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Thursday, 14 November 2013 14:08

TPP leak reveals Australian government secrets Featured

By
Australian Prime Minister Tony Abbott Australian Prime Minister Tony Abbott

Wikileaks has leaked a draft of the IP chapter of the Trans-Pacific Partnership (TPP) agreement, confirming the Australian government is backing a reinforcement of geoblocking and will also be opposing moves to make ISPs not responsible for what their users do.

The document revealed Australia is opposed to limiting the liability of internet service providers who are found to have users infringing on copyright through their networks.

Article QQ.I.1 (Internet Service Provider Liability) states "Each Party shall limit the liability of, or the availability of remedies against, internet service providers [when acting as intermediaries], for infringement of copyright or related rights that take place on or through communication networks, in relation to the provision or use of their services.]

The article was proposed by Chile, Brunei, New Zealand, Malaysia, Vietnam, Canada, Singapore and Mexico, but was opposed by Australia and the US.

The TPP is an agreement that's currently being negotiated between Australia, the US, Canada, Japan, Mexico, Peru, Vietnam, Malaysia, Brunei, Chile, New Zealand, and Singapore, aimed at simplifying trade between the 12 nations. Negotiations have been ongoing for close to two and a half years.

As we reported back in July when the Australian parliament released the findings of its inquiry into the 'Australia Tax', it said it wanted to enshrine in law “consumers’ rights to circumvent technological protection measures that control geographic market segmentation”.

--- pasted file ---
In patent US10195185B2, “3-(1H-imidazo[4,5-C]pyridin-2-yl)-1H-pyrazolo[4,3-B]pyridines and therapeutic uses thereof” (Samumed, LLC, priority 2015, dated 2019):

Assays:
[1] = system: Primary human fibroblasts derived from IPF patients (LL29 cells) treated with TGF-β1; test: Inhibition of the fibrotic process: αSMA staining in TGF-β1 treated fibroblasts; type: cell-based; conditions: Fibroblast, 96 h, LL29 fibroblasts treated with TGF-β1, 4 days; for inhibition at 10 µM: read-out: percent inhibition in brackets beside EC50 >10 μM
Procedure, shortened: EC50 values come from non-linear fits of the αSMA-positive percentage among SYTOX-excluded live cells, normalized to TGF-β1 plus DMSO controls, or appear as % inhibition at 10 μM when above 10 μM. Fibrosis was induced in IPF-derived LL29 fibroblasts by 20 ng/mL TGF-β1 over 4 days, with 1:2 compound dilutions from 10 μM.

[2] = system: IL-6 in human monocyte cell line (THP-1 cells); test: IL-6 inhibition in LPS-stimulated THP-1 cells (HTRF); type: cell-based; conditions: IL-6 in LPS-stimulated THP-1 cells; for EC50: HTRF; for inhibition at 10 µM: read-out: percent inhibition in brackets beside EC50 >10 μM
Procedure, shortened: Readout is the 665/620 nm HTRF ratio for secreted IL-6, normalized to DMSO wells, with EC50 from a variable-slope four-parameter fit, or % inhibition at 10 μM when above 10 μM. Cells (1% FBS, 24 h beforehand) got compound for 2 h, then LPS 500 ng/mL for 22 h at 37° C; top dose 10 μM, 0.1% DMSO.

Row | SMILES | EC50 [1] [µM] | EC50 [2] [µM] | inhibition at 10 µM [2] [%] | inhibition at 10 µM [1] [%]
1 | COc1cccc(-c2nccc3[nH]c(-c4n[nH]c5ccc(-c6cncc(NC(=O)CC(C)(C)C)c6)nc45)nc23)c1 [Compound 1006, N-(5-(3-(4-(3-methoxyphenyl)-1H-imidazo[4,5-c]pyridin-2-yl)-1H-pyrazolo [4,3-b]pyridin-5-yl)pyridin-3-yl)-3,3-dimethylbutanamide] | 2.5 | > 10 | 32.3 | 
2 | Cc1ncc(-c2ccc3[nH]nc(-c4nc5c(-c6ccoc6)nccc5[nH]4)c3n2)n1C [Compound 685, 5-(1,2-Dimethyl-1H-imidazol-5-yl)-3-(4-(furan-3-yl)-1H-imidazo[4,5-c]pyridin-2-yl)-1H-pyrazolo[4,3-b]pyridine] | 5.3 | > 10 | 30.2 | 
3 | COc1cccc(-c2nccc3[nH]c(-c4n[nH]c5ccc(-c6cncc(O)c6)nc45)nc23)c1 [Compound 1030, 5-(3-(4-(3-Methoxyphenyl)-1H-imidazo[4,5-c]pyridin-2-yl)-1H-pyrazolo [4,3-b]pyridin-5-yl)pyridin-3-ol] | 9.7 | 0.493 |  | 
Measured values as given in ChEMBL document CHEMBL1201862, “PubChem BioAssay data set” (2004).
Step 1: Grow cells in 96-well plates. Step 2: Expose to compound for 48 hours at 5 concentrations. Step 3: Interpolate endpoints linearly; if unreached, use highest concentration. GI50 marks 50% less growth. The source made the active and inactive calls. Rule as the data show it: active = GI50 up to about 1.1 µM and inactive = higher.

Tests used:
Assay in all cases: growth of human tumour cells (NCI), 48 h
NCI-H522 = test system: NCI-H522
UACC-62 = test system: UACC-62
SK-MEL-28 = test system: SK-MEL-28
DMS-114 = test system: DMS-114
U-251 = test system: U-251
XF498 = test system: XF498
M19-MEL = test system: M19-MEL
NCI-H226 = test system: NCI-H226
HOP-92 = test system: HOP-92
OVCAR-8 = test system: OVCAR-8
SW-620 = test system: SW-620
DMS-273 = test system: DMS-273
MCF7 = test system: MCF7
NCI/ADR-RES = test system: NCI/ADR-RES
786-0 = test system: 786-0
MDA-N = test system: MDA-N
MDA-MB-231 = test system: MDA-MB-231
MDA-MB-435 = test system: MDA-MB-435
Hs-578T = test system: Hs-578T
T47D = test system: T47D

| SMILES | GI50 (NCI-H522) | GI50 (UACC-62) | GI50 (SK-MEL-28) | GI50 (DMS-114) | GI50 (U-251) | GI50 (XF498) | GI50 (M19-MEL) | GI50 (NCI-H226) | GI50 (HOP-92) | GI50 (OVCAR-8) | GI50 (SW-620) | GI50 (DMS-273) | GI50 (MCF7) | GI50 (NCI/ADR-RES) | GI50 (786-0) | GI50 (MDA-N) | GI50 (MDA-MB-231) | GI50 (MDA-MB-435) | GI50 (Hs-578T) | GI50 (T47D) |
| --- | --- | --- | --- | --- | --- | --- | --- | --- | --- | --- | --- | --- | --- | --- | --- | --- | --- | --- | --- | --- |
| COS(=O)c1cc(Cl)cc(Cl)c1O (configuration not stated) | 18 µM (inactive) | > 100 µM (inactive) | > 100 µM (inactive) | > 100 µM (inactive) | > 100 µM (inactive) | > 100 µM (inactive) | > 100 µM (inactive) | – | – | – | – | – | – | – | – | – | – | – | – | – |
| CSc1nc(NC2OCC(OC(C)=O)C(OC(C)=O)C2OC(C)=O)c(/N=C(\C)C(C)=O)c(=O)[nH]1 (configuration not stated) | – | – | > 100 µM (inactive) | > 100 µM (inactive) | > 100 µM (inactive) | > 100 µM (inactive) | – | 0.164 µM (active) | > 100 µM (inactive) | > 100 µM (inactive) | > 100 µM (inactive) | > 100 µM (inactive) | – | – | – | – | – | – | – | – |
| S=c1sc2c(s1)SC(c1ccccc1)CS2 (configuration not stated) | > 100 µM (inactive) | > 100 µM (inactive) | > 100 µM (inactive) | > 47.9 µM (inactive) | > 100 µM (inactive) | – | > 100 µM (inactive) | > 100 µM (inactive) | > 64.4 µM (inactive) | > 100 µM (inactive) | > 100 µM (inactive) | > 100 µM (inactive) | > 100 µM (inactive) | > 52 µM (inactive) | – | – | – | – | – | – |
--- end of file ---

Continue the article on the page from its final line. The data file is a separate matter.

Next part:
The Wikileaks revelations mean however that the government has, in secret, been advocating for the opposite. The leaks show that Australia has backed the USA in their attempts to negotiate for stricter rules on geoblocking, and supports the USA’s proposal to make it illegal to circumvent these restrictions.

An amendment to the TPP proposed by Canada would make it legal to buy and sell devices which defeat region coding, such as mod chips for consoles. Australia and the US oppose the amendment.

The Sydney Morning Herald also reported medicine prices could rise under the TPP. The one area in which Australia opposes the US is on the issue of drug patents, with the US pushing for even stronger patent rights for drug companies.

Intellectual property law expert Matthew Rimmer told Fairfax the draft was ''very prescriptive'' and strongly reflected US trade objectives and multinational corporate interests ''with little focus on the rights and interests of consumers, let alone broader community interests''.

''One could see the TPP as a Christmas wish list for major corporations; and the copyright parts of the text support such a view,'' Rimmer told the news organisation.

''Hollywood, the music industry, big IT companies such as Microsoft, the pharmaceutical sector would all be very happy with this.''

TPP negotiations are still ongoing, and the US and Australia are pushing for the agreement to be settled by the end of this year.

Media and other observers are barred from attending.

Read the Wikileaks leaked draft for yourself here.

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